The Biden administration is nominating law professor Saule Omarova to head the Office of the Comptroller of the Currency (OCC). Omarova recently wrote a paper that outlines a series of structural reforms that would radically redefine the role of a central bank as the ultimate public platform for generating, modulating, and allocating financial resources in the economy. Beginning with the liability side of the central bank balance sheet (the “People’s Ledger”) she advocates the issuance of retail central bank digital currency (CBDC) and concurrent migration of all transaction deposit accounts from private banks to the central bank. On the asset side, she advocates a comprehensive qualitative restructuring of the central bank’s investment portfolio, which would maximize its capacity to channel credit to productive uses in the nation’s economy. She shows how the proposed reforms would make the financial system less complex, more stable, and more efficient. [Read more]
Here is a great series of tweets by the World Economic Forum’s Ashley Lannquist reminding us that blockchains and crypto-assets entail higher total costs of transaction validation than centralized systems. Decentralization has costs. The actual tweets are unrolled below, but make sure to go to the source for the comments.
- Second-layer solutions (e.g., the lightning network) reduce transaction validation costs but at the expense of technical resilience (certain nodes need to remain online), locked-up capital, and decentralization. Certain trade-offs are unavoidable. See page 20 of “beyond the doomsday economics of “proof-of-work” in cryptocurrencies“.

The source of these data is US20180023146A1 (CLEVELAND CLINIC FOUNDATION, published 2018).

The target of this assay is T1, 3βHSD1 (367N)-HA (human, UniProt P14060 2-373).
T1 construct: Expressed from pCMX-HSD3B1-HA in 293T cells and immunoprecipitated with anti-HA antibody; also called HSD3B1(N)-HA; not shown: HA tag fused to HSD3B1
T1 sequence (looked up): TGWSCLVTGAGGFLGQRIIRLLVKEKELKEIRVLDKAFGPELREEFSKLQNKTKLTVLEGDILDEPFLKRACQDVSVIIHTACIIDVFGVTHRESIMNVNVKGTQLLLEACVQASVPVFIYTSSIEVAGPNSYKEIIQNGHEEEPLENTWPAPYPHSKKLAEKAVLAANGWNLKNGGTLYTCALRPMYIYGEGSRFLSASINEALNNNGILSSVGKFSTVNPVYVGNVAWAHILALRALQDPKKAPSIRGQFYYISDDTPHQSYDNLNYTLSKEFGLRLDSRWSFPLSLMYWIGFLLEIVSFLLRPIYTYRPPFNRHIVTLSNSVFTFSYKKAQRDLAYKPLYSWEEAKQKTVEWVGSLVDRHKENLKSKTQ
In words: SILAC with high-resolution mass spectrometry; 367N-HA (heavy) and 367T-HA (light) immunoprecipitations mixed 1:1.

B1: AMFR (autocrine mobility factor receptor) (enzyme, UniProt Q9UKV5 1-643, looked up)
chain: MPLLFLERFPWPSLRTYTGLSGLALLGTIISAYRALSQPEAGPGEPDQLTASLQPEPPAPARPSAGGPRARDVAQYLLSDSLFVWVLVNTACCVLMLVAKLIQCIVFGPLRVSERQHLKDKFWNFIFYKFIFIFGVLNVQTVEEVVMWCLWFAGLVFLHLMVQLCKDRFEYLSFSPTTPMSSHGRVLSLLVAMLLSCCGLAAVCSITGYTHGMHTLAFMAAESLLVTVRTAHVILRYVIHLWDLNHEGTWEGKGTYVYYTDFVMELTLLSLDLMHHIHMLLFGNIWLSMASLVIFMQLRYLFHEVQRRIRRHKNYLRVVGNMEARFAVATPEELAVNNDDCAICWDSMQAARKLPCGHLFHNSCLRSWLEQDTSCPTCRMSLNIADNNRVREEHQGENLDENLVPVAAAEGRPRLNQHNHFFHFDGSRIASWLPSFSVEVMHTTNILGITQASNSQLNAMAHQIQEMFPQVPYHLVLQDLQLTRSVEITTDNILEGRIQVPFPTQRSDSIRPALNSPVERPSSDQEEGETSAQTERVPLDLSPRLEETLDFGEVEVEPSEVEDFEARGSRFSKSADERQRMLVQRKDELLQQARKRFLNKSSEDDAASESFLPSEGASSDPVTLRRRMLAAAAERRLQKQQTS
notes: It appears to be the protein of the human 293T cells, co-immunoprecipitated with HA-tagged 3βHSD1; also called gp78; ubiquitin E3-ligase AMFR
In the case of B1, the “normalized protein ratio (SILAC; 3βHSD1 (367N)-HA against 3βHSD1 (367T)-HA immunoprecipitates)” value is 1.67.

- Permissioned blockchains similarly greatly improve scalability and transaction costs, but at the expense of requiring greater trust and technical resilience among a much smaller set of nodes (again, the solution becomes higher centralization).
- Of course, in some cases greater decentralization can be worthwhile (e.g. situations with risk of corruption or hardware failure). This can be where blockchain shines! But the trade-offs involved must be clearly understood and evaluated.
- In brief, in blockchain, the ability to assume low trustworthiness among validators leads to higher security costs. For proof-of-work (PoW) this is computation, for proof-of-stake (PoS) it’s locked-up capital. Federated consensus algorithms enable lower costs and higher throughput by depending on some trustworthy nodes.
- Reducing the cost of locked-up capital in proof-of-stake (e.g., through services where your stake generates yield) is nice for validators, but it reduces the cost for them of behaving dishonestly, weakening security incentives.
Ashley also provided the following essential readings:
- “The Economic Limits of Bitcoin and the Blockchain“
- “Some Simple Economics of the Blockchain“
- “More (or Less) Economic Limits of the Blockchain“
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Tomorrow (October 4) I’ll be setting the stage for the three-day CBDC Conference, providing my views on what is and isn’t retail CBDC. On the 6th I’ll be leading a panel that will discuss some of the “live’ retail CBDC projects. You can register for this and the full three-day (October 4-6) event here: email@example.com